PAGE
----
You should not misunderstand the thrust of the article, for I did not say that all billionaires should just give away vast amounts of their fortunes, but just be more involved in charity work on a global scale to relieve the suffering of the less fortunate. The example I quoted of Haiti should be enough to give you an idea. Clearing the rubble is the biggest problem and it will take an estimated two years due to a lack of earthmoving equipment. If I was lucky enough to be in the billionaires club I could buy 500 machines, and provide the labour to move the rubble in maybe six months. For only after the rubble is cleared can reconstruction begin.
      I agree with many people that the answer to e.g, the African food shortage problem, is not pumping in food by the ton every year, but giving the people the tools to grow their own food, which in the long term will provide them with sustainability. If I were a billionaire, that is where I would concentrate my efforts.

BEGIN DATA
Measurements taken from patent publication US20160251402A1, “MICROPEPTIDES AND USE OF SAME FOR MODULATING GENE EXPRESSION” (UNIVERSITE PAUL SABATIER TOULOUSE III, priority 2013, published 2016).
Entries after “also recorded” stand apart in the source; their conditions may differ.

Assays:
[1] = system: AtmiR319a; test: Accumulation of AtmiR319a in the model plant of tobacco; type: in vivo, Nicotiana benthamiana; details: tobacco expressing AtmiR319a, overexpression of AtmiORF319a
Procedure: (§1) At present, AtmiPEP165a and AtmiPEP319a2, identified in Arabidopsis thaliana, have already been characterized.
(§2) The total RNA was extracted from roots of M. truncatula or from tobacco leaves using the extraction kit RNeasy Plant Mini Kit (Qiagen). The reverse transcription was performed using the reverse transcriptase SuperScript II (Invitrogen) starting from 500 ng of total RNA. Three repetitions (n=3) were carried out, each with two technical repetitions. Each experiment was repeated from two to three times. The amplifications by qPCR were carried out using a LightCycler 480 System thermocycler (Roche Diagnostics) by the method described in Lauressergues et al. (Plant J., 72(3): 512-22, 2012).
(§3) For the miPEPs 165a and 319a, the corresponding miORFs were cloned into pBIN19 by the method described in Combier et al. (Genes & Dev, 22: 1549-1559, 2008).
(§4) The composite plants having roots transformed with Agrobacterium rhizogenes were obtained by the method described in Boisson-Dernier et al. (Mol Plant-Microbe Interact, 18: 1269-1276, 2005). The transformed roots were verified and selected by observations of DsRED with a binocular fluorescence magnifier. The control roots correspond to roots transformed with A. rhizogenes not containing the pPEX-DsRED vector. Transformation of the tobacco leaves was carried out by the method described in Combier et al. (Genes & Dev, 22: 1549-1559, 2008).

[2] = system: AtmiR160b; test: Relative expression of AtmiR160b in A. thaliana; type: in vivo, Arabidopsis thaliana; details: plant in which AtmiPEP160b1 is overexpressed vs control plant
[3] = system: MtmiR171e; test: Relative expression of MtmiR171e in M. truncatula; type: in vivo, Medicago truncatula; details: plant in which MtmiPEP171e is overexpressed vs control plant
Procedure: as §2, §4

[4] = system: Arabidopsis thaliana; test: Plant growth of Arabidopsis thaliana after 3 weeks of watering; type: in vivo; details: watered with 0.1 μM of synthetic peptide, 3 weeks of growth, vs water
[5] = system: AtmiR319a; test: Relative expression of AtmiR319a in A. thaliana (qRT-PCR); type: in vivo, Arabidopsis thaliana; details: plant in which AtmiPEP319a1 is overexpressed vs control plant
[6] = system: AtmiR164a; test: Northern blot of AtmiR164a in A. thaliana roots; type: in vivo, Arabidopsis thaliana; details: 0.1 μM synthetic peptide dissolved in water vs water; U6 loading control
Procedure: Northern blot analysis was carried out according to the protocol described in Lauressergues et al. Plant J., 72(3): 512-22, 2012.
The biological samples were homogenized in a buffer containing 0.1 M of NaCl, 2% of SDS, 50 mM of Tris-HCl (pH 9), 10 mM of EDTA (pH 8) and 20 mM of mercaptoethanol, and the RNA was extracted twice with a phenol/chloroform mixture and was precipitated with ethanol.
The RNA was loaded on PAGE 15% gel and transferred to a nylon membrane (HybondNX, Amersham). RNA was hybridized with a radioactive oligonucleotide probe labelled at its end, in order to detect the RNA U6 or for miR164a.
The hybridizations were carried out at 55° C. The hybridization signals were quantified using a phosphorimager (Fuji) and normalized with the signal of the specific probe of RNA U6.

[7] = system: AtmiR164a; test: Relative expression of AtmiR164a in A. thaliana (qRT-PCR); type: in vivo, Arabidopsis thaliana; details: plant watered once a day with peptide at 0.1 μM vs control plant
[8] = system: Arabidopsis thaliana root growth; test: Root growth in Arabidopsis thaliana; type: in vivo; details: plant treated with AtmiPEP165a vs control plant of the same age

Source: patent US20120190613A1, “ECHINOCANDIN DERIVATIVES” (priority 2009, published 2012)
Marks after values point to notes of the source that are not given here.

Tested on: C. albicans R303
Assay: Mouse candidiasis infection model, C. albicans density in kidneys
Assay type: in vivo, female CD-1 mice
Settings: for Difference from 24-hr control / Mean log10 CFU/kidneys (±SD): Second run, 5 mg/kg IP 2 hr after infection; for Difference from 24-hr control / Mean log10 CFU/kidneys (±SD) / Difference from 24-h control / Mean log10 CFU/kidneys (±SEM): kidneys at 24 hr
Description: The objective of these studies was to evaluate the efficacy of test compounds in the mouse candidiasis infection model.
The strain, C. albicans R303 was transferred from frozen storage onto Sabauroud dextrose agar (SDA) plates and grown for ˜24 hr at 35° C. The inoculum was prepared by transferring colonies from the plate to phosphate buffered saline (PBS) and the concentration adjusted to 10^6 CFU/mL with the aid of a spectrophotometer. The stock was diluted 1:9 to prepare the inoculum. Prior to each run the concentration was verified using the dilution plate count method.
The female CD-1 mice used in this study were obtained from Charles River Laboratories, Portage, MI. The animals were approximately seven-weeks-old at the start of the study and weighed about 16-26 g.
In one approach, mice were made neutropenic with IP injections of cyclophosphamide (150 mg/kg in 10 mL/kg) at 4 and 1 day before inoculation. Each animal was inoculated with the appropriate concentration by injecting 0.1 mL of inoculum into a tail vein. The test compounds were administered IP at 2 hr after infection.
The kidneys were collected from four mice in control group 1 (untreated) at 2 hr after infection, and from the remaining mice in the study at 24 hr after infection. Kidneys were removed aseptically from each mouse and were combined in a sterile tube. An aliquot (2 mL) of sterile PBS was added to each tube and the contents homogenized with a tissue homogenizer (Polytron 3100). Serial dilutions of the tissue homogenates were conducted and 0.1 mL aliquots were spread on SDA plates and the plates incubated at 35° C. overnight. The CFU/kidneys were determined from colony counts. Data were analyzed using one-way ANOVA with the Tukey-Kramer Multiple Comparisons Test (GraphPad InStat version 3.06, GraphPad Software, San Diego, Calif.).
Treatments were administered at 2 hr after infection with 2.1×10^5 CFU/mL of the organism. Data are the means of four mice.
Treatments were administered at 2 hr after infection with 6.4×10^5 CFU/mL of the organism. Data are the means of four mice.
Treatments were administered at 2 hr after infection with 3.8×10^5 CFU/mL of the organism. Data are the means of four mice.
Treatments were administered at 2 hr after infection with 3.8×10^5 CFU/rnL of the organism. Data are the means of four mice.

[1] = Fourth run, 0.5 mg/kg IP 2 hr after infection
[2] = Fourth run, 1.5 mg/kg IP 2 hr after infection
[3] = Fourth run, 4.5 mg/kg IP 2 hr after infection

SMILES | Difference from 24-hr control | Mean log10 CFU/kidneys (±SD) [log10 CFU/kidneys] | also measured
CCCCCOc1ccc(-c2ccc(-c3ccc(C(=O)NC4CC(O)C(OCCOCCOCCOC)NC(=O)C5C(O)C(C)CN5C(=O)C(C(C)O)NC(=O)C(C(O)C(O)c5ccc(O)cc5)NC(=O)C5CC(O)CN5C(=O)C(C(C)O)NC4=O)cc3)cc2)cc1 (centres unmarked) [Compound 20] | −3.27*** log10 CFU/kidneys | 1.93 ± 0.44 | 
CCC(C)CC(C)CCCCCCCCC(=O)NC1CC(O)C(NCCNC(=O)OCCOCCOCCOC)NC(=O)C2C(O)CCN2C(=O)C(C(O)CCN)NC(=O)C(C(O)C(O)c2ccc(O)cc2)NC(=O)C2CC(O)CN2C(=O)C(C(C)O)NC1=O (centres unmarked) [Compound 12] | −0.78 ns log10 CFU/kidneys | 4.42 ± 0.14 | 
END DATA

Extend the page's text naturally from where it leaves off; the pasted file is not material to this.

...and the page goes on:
The world is never short of disasters these days and the mega-rich can do much to alleviate the suffering of people in the aftermath.
      I hope you have a better understanding of the point I was trying to make.
      Best Regards,
      Roy.

      Like